The IAMCR’s Digital Divide Working Group invites submissions for its open sessions at the IAMCR 2018 Conference to be held from 20-24 June, 2018 in Eugene, Oregon, USA. The deadline to submit abstracts is 23:59 GMT on 31 January 2018. Proposals for consideration by IAMCR’s Digital Divide Working Group must be submitted via the Open Conference System at https://iamcr-ocs.org
The overarching conference theme in 2018 is Reimagining Sustainability: Communication and Media Research in a Changing World. The theme is centered around the notion of sustainability, which is defined by the United Nations as harmonizing three core elements, environmental protection, social inclusion, and economic growth, so as to meet the needs of the present without compromising the ability of future generations to meet their own needs. The theme seeks to explore how sustainability is affected by the environment, as well as by human activities (social, economic and political ones) and current lifestyles. It also attempts to stimulate a discussion about the ways media can contribute to sustainable development in the societies, both by drawing public attention to the problem of sustainability and by promoting the values of social inclusion, openness and transparency in the modern world.
Continue reading “Digital Divide Working Group – CFP 2018”
At the International Association of Media and Communication Research annual conference in Cartagena (16-20 July) I introduced the concept of Digital Capital and I explained its relationship with the third level of Digital Divide. Great positive response and feedback from audience. Next step is how to operationalize the digital capital.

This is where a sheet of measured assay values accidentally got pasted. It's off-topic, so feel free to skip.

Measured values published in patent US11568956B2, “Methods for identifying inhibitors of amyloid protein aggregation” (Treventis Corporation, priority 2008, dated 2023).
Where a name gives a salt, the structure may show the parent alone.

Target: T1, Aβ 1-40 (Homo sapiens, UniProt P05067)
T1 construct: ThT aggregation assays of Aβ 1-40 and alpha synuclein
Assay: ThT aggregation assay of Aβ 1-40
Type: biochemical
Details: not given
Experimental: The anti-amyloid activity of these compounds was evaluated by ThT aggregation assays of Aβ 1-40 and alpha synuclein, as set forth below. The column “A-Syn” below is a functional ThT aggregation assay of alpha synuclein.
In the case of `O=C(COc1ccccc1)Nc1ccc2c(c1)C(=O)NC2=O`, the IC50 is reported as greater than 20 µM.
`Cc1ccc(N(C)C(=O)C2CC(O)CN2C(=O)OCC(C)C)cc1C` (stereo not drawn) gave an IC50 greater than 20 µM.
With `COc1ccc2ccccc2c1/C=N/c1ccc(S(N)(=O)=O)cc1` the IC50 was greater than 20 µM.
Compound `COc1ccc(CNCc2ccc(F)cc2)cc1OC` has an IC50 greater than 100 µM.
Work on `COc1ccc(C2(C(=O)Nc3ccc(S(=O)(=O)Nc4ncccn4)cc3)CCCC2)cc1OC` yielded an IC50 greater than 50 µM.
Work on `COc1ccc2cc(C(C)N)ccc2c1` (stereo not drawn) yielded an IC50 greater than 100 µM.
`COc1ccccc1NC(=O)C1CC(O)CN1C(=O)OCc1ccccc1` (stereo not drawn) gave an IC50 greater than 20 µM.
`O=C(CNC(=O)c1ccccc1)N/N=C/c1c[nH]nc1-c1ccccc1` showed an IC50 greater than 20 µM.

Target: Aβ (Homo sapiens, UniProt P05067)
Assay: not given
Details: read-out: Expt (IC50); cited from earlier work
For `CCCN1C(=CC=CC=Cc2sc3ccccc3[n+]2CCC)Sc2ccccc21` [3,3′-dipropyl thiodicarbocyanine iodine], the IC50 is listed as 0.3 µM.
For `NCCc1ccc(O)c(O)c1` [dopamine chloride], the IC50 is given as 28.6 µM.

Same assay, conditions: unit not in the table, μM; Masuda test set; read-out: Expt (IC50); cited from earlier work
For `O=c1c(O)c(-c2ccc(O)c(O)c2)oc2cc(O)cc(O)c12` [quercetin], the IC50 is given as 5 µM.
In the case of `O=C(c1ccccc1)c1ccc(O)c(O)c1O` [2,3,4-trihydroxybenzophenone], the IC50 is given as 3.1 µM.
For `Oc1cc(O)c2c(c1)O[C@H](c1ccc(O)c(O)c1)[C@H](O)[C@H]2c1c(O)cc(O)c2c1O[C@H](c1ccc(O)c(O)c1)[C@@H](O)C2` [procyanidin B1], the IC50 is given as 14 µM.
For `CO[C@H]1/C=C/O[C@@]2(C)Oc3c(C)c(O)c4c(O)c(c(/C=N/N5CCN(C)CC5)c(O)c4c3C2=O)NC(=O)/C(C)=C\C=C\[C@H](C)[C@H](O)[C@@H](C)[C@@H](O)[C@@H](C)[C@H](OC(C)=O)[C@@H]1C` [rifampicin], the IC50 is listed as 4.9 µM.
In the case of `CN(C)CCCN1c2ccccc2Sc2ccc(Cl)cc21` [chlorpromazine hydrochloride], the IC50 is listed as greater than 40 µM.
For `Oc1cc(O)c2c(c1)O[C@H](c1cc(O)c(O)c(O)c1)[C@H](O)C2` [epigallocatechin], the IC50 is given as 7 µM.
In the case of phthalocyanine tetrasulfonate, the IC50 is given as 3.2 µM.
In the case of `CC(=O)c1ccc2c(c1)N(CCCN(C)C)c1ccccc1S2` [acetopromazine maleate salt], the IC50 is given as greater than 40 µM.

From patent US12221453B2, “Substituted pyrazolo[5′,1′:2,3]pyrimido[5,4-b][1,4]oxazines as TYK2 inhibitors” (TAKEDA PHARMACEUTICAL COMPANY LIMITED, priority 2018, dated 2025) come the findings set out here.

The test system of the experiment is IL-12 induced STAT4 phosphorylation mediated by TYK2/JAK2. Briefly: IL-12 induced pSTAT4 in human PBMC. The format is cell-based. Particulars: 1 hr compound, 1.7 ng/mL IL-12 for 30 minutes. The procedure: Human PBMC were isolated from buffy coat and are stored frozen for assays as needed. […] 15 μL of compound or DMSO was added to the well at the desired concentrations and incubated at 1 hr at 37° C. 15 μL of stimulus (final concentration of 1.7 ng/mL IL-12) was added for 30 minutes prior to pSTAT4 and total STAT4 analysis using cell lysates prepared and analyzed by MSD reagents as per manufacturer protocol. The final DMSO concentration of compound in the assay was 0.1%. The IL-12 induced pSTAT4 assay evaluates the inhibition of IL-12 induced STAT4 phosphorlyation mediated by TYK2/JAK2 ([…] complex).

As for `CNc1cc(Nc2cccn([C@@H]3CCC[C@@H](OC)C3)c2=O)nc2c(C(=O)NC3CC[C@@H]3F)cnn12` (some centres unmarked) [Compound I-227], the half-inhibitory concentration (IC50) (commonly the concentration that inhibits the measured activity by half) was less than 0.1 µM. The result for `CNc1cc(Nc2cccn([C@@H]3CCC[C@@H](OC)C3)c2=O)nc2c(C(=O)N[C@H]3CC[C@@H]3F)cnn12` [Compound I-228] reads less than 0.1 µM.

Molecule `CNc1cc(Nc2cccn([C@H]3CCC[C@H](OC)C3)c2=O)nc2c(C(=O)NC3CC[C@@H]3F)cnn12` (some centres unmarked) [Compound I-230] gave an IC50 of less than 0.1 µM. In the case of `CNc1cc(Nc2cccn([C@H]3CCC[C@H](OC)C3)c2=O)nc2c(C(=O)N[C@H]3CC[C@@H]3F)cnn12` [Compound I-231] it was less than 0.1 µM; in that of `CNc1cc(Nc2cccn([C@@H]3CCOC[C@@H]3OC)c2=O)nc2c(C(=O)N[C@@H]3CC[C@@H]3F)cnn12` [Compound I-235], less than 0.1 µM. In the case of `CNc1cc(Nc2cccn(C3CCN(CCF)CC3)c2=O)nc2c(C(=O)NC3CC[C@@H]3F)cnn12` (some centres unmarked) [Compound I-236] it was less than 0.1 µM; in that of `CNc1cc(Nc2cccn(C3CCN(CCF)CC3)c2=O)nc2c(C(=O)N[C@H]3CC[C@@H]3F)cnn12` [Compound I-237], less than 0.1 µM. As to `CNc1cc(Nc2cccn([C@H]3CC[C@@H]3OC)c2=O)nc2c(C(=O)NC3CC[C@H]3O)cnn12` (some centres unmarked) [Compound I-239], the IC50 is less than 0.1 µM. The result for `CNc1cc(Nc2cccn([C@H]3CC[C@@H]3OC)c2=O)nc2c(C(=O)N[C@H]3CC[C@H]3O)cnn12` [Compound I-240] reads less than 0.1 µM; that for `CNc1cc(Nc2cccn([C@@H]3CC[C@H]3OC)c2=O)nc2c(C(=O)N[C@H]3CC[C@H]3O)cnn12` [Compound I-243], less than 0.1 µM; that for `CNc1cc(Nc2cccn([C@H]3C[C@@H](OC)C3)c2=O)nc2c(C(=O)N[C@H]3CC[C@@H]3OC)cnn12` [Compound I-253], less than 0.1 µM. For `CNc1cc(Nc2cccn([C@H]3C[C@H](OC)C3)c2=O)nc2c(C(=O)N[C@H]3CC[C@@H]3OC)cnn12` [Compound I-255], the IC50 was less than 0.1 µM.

Here the abstract of my presentation. This paper makes a theoretical contribution by looking at the rise of the digital capital and how its relation with previous Five Capitals (social, economic, personal, political and cultural capitals) generates both inequalities in online experience (second level of digital divide), and it creates the third level of digital divide, seen as the returning social benefits of using the Internet (Ragnedda 2017). The digital capital is a bridge capital which influence the ways people look for information, their motivation, support, and provide the skills to elaborate, process and use such information to improve their life chances. The opportunities given by the use of ICTs are not the same for everybody, but are the product of the interaction between the 5Cs and the digital capital. To make profitable the benefits gained on the digital realm and invest them into the social realm, users/citizens need a solid and strong social (Bourdieu, 1986; Coleman, 1990; Putnam, 1995), political (Seyd and Whitely, 1997), economic (Bourdieu, 1986), personal (Becker, 1996) and cultural capitals (Bourdieu, 1986) on which to rely on. These 5Cs help citizens to turn the digital benefits into social benefits and to exploit the full advantages offered by the Internet (third level of digital divide). The paper will look at the process through which income (economic capital) education (cultural capital), family and occupation (social and personal capital), motivation and purpose of use (personal capital), and political engagement (social and political capital) determine the rise of the digital capital and how, in turn, this new capital affects the digital divide at its three levels: access-use-benefits. Although, the digital capital is not a new concept, it has been used mainly in relation to the resources on which the development of new services and products for the digital economy rely (see e.g. Tapscott et al., 2000; Roberts and Townsend, 2015). What is missing in the literature is both a theoretical discussion on the digital capital, and how it could affect the second and third level of digital divide. Continue reading “The rise of the Digital capital and its relation with the third level of Digital Divide (IAMCR 2017)”